Here, Smith seeks a hearing on the question of whether his attorney was constitutionally ineffective. Such claims are guided by the now familiar two-element test set forth by the Supreme Court in Strickland v. Washington, 466 U.S. 668, 104 S.Ct. 2052, 80 L.Ed.2d 674 (1984). First, a petitioner must prove that counsel's performance was deficient, which "requires showing that counsel made errors so serious that counsel was not functioning as the `counsel' guaranteed the defendant by the Sixth Amendment." Id. at 687, 104 S.Ct. 2052. The Court explained that to establish deficient performance, a petitioner must identify acts that were "outside the wide range of professionally competent assistance." Id. at 690, 104 S.Ct. 2052. Second, a petitioner must show that counsel's deficient performance prejudiced the petitioner. A petitioner may establish prejudice by "showing that counsel's errors were so serious as to deprive the defendant of a fair trial." Id. at 687, 104 S.Ct. 2052.
The Supreme Court has applied this test to evaluate the performance of attorneys representing guilty-pleading defendants, with special attention to the second element:
The second, or "prejudice," requirement . . . focuses on whether counsel's constitutionally ineffective performance affected the outcome of the plea process. In other words, in order to satisfy the "prejudice" requirement, the defendant must show that there is a reasonable probability that, but for counsel's errors, he would not have pleaded guilty and would have insisted on going to trial.
In this case, the trial court summarily rejected Smith's ineffective assistance of counsel claim for failure of proof on this second element. The lower court found that a defendant's "own self-serving testimony" that he would have pleaded guilty if properly advised is not sufficient; in addition, the lower court required that the defendant also present "objective evidence" to establish prejudice. Opinion and Order at 3; J.A. at 112. However, we recently stated: "Although some circuits have held that a defendant must support his own assertion that he would have accepted the offer with additional objective evidence, we in this circuit have declined to adopt such a requirement." Griffin v. United States, 330 F.3d 733, 737 (6th Cir. 2003) (quoting Dedvukovic v. Martin, 36 Fed.Appx. 795, 798 (6th Cir. 2002) (unpublished)).
The district judge in this case, who also presided over Smith's trial, found that Smith was aware of the plea offer, rejected it, and maintained his innocence throughout the proceedings, including to the point of testifying under oath at trial that he did not engage in the conduct described by his accusers, which earned him a two-point enhancement of his offense level for obstruction of justice at sentencing. This point was addressed in Griffin as well, where we observed that defendants may enter a guilty plea while maintaining innocence under North Carolina v. Alford, 400 U.S. 25, 33, 91 S.Ct. 160, 27 L.Ed.2d 162 (1970) (stating that "reasons other than the fact that he is guilty may induce a defendant to so plead . . . and he must be permitted to judge for himself in this respect"); many defendants believe that they must maintain innocence right up to the point of pleading guilty in order to fortify their bargaining positions; and the Fifth Amendment gives defendants the right to assert their innocence throughout a trial. Griffin, 330 F.3d at 738. We concluded, therefore, that it "does not make sense to say that a defendant's protestations of innocence belie his later claim that he would have accepted a guilty plea. . . . These declarations of innocence are . . . not dispositive on the question." Ibid. Protestations of innocence throughout trial are properly a factor in the trial court's analysis, however they do not, by themselves, justify summary denial of relief without an evidentiary hearing. See Cullen v. United States, 194 F.3d 401, 404-07 (2d Cir. 1999).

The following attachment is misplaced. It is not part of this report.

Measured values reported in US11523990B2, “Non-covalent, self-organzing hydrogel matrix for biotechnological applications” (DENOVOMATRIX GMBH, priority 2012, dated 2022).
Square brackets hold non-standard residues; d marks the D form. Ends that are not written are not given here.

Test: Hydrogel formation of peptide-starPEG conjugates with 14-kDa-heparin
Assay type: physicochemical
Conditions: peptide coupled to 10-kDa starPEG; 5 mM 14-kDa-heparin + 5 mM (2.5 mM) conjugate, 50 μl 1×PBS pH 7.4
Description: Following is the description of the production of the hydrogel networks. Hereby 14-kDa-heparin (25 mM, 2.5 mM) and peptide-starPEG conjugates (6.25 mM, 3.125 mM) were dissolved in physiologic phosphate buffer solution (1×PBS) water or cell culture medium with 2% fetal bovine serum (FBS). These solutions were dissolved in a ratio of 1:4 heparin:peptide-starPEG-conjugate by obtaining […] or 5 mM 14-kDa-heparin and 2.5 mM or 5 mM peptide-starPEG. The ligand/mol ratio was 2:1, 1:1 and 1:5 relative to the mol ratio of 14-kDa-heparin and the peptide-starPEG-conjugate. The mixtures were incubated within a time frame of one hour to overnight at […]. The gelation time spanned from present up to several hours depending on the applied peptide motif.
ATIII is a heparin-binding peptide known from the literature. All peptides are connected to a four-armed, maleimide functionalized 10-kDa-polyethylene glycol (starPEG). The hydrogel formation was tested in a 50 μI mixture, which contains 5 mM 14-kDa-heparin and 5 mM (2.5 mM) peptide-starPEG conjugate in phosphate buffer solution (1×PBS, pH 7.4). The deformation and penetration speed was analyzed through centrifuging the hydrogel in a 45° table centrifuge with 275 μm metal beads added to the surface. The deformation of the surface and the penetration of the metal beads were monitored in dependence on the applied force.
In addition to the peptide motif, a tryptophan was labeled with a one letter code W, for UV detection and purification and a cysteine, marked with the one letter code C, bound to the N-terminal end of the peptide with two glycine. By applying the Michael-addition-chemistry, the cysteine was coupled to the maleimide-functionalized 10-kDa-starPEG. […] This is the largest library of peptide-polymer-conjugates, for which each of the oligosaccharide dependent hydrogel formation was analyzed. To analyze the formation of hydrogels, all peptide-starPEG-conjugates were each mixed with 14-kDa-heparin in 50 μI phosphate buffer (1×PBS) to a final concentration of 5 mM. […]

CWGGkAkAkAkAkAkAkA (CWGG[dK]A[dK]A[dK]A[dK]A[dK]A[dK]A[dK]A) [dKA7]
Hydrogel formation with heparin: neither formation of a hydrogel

In Griffin, there was no dispute over the fact that the petitioner's trial counsel failed to convey a pretrial guilty plea offer, and that the petitioner proceeded to trial, where he testified that he was innocent. The panel noted that the substantial disparity between the five-year sentence offered by the government and the 156 months Griffin ultimately received was enough to warrant further exploration of the issue at an evidentiary hearing of the question of the reasonable likelihood that Griffin, competently advised, would have pleaded guilty. Griffin, 330 F.3d at 739. Other panels in this and other circuits have pointed to the disparity between the plea offer and the potential sentence exposure as strong evidence of a reasonable probability that a properly advised defendant would have accepted a guilty plea offer, despite earlier protestations of innocence. See Magana v. Hofbauer, 263 F.3d 542, 552-53 (6th Cir. 2001) (finding the difference between a ten- and twenty-year sentence significant); United States v. Day, 969 F.2d 39 (3d Cir. 1992) (finding ineffective assistance of counsel when trial counsel mistakenly described the penalties at trial as ten years rather than the twenty-two years the defendant received at sentencing, and where a plea offer of five years had been made); United States v. Gordon, 156 F.3d 376, 377-81 (2d Cir. 1998) (holding that the wide disparity between the ten-year sentence recommended by the plea agreement and the seventeen-and-a-half years the defendant did receive was objective evidence that a plea would have been accepted).
In this case, the petitioner concedes that he was aware of the government's guilty plea offer. However, citing Boria v. Keane, 99 F.3d 492 (2d Cir. 1996), Smith contends that his attorney was ineffective because, in light of the overwhelming evidence of guilt, the attorney did not insist that Smith plead guilty and accept the twenty-month plea bargain. We do not believe this to be a proper basis upon which to find deficient performance by defense counsel. The decision to plead guilty — first, last, and always — rests with the defendant, not his lawyer. Although the attorney may provide an opinion on the strength of the government's case, the likelihood of a successful defense, and the wisdom of a chosen course of action, the ultimate decision of whether to go to trial must be made by the person who will bear the ultimate consequence of a conviction.